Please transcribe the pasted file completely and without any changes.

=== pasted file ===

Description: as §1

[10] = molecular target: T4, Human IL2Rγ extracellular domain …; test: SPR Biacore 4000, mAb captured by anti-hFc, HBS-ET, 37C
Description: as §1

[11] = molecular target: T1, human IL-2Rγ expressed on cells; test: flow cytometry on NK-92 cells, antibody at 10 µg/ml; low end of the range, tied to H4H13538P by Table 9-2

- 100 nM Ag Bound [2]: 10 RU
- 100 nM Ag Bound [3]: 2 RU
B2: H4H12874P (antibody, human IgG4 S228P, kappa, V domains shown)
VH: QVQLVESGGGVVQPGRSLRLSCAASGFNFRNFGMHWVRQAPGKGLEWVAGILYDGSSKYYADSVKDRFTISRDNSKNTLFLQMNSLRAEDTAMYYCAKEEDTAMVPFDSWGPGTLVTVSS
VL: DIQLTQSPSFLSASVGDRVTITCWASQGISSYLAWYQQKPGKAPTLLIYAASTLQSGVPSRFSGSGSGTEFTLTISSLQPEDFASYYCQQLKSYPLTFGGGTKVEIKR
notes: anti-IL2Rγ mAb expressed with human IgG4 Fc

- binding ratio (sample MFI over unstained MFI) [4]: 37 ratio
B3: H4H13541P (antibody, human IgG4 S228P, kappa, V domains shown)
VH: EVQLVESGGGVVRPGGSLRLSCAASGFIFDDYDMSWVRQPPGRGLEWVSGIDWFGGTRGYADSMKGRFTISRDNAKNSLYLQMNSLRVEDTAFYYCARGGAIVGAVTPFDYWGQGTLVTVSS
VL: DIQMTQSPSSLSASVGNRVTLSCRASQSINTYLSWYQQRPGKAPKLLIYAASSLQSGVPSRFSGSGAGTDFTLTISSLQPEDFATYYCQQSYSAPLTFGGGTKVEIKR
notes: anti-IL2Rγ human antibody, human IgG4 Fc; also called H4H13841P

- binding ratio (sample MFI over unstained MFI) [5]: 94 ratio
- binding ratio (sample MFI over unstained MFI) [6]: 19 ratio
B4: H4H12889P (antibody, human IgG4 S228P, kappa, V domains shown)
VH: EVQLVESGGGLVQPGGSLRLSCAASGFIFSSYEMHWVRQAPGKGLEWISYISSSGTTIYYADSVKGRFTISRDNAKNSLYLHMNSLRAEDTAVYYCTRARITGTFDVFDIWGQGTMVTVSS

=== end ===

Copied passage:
Description: as §1

[10] = molecular target: T4, Human IL2Rγ extracellular domain …; test: SPR Biacore 4000, mAb captured by anti-hFc, HBS-ET, 37C
Description: as §1

[11] = molecular target: T1, human IL-2Rγ expressed on cells; test: flow cytometry on NK-92 cells, antibody at 10 µg/ml; low end of the range, tied to H4H13538P by Table 9-2

- 100 nM Ag Bound [2]: 10 RU
- 100 nM Ag Bound [3]: 2 RU
B2: H4H12874P (antibody, human IgG4 S228P, kappa, V domains shown)
VH: QVQLVESGGGVVQPGRSLRLSCAASGFNFRNFGMHWVRQAPGKGLEWVAGILYDGSSKYYADSVKDRFTISRDNSKNTLFLQMNSLRAEDTAMYYCAKEEDTAMVPFDSWGPGTLVTVSS
VL: DIQLTQSPSFLSASVGDRVTITCWASQGISSYLAWYQQKPGKAPTLLIYAASTLQSGVPSRFSGSGSGTEFTLTISSLQPEDFASYYCQQLKSYPLTFGGGTKVEIKR
notes: anti-IL2Rγ mAb expressed with human IgG4 Fc

- binding ratio (sample MFI over unstained MFI) [4]: 37 ratio
B3: H4H13541P (antibody, human IgG4 S228P, kappa, V domains shown)
VH: EVQLVESGGGVVRPGGSLRLSCAASGFIFDDYDMSWVRQPPGRGLEWVSGIDWFGGTRGYADSMKGRFTISRDNAKNSLYLQMNSLRVEDTAFYYCARGGAIVGAVTPFDYWGQGTLVTVSS
VL: DIQMTQSPSSLSASVGNRVTLSCRASQSINTYLSWYQQRPGKAPKLLIYAASSLQSGVPSRFSGSGAGTDFTLTISSLQPEDFATYYCQQSYSAPLTFGGGTKVEIKR
notes: anti-IL2Rγ human antibody, human IgG4 Fc; also called H4H13841P

- binding ratio (sample MFI over unstained MFI) [5]: 94 ratio
- binding ratio (sample MFI over unstained MFI) [6]: 19 ratio
B4: H4H12889P (antibody, human IgG4 S228P, kappa, V domains shown)
VH: EVQLVESGGGLVQPGGSLRLSCAASGFIFSSYEMHWVRQAPGKGLEWISYISSSGTTIYYADSVKGRFTISRDNAKNSLYLHMNSLRAEDTAVYYCTRARITGTFDVFDIWGQGTMVTVSS